In contrast to yesterday’s criticism from the cocktail crowd, I’d like to point your attention to a critical article that has, in my opinion, legitimacy. You will find it on KurdistanObserver, brought to you by The Boston Globe.

The article gives the reader a fairly accurate historical background to the Kurdish situation in South Kurdistan, an accurate rendition of what younger Kurds think, and finishes with the accurate assessment that it is not too late for democratic means to be able to correct the problems of the South.

As an example, let’s take the recent case of Kemal Seid Qadir. It is my opinion that Kak Masud would have come off as a huge hero if he had pardoned the guy right off the bat, because Qadir wrote some things that were not too appropriate. Kak Masud could have used that, could have allowed a public discussion about what is appropriate criticism of the parties and their various personalities and what is not. Given the general conservatism of Kurdish culture, most Kurds would not have approved of the way in which Qadir worded his criticisms anyway. Then Kak Masud could have let the guy off the hook, looking like the nobody that he was before the whole brouhaha got out of control. Or, if Kak Masud had pardoned at the first inquiry of international human rights organizations, he would have earned a lot of brownie points from them, too.

Masud Barzanî did the right thing in the end, but with a little political sophistication, he would have scored.

A bigger problem may be the PUK, especially with its repressive measures against demonstrations recently, something that comes across as a bit shocking given all of PUK’s advertizing that bills it as more “progressive” than the conservative KDP. On the other hand, acts of PUK repression could be inspired by the rumors of a three-way power struggle within the organization. From that perspective, one could argue that the PUK views acts of legitimate demonstration as threats because of its own internal weakness. In my mind this neither justifies nor excuses the violence against demonstrators and journalists that the PUK has resorted to, but it may help to explain what is going on, and this is in addition to whatever power struggles it still feels it has with the KDP.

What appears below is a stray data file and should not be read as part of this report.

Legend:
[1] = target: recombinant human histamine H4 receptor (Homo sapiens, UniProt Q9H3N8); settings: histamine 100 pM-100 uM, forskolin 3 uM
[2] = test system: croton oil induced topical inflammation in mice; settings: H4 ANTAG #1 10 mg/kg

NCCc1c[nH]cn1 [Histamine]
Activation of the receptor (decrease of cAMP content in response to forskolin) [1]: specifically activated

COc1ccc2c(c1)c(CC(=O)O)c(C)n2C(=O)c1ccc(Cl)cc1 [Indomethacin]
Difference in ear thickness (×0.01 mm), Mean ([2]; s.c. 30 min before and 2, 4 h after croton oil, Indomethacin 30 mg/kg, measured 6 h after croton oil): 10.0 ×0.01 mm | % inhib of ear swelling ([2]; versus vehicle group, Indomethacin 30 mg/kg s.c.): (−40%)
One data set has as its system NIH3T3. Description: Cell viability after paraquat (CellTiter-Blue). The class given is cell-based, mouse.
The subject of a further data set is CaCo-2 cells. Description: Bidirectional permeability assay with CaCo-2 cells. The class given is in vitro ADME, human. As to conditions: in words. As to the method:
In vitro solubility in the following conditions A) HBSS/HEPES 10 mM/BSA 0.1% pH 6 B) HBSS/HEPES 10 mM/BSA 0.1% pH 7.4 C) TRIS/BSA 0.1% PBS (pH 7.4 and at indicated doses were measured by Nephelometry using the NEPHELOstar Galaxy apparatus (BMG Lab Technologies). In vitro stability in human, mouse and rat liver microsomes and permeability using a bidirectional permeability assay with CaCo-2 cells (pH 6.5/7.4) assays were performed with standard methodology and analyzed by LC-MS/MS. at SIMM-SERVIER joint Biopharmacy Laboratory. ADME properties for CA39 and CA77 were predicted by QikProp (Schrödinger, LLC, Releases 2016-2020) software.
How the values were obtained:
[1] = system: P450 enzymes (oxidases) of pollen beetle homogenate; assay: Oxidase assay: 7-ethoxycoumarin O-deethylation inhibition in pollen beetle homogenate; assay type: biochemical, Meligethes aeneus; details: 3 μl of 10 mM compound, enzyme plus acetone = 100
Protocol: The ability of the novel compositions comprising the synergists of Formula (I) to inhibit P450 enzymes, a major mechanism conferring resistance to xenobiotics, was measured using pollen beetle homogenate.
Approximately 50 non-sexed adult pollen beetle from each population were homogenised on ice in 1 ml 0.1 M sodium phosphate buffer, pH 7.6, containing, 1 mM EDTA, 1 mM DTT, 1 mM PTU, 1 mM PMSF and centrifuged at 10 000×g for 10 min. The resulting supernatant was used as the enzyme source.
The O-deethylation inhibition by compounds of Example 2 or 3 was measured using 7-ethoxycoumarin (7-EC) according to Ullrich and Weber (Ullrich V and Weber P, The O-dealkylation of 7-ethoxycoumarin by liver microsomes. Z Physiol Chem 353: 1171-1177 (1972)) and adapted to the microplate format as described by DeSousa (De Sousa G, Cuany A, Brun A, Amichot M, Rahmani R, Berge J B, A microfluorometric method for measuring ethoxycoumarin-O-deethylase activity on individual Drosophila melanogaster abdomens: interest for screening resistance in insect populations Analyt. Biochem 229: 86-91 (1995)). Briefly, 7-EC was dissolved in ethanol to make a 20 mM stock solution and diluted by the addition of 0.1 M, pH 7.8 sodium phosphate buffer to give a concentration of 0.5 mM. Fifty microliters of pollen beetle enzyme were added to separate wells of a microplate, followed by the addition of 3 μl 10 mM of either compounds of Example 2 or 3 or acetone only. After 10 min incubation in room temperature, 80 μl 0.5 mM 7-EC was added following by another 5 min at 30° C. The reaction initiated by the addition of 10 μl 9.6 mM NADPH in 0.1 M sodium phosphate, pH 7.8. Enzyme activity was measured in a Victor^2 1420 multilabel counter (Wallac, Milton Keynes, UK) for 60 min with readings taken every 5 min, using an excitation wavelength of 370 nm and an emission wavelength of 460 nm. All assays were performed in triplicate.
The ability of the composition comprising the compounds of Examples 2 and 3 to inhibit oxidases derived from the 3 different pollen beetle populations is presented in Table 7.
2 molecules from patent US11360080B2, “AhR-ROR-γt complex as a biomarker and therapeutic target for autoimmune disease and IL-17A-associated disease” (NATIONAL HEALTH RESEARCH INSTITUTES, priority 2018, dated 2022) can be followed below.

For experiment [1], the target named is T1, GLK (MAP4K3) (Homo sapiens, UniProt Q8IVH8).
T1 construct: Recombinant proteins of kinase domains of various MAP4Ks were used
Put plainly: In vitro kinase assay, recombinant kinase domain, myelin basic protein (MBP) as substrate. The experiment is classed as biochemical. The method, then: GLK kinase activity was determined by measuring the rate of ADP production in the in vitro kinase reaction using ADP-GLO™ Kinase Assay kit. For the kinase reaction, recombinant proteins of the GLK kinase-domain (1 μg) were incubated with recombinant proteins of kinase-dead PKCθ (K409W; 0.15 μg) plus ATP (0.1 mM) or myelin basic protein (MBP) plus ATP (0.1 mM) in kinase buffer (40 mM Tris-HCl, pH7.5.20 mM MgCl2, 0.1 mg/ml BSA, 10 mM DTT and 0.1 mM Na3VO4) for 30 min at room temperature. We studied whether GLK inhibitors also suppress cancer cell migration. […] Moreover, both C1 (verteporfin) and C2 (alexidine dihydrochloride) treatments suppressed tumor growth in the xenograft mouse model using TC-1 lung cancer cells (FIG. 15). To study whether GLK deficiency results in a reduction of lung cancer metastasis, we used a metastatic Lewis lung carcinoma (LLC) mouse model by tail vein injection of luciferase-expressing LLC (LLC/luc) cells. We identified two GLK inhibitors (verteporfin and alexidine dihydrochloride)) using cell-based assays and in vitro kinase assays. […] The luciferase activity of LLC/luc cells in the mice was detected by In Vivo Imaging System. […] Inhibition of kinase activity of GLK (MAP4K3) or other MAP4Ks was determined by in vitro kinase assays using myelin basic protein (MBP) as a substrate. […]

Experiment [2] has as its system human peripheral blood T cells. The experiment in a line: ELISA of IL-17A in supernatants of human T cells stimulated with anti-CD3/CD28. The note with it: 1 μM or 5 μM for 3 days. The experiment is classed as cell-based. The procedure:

Criticism is a necessary part of the democratic process but Kurds cannot allow others to use criticism to divide them, especially when the outside criticism is nothing more than obvious, ham-handed propaganda designed to further some outside political interest. The result of this has always been the spilling of more Kurdish blood and I would hope that Kurdish nationalism, or patriotism, if you prefer, would have arrived at the point of recognizing this fact and would be able to denounce it vehemently for what it is. The people who write such screed do not deserve to be handled with kid gloves, either.

On another subject, I’d like to point out the article on the continued detention of two DIHA journalists, Evrim Dengiz and Nesrin Yazar. I first noticed the story on KurdishInfo in mid-February, and they carried a follow-up a few days later.

(By the way, Eren Keskin is mentioned in that follow-up at KurdishInfo, and DozaMe recently posted some info on her.)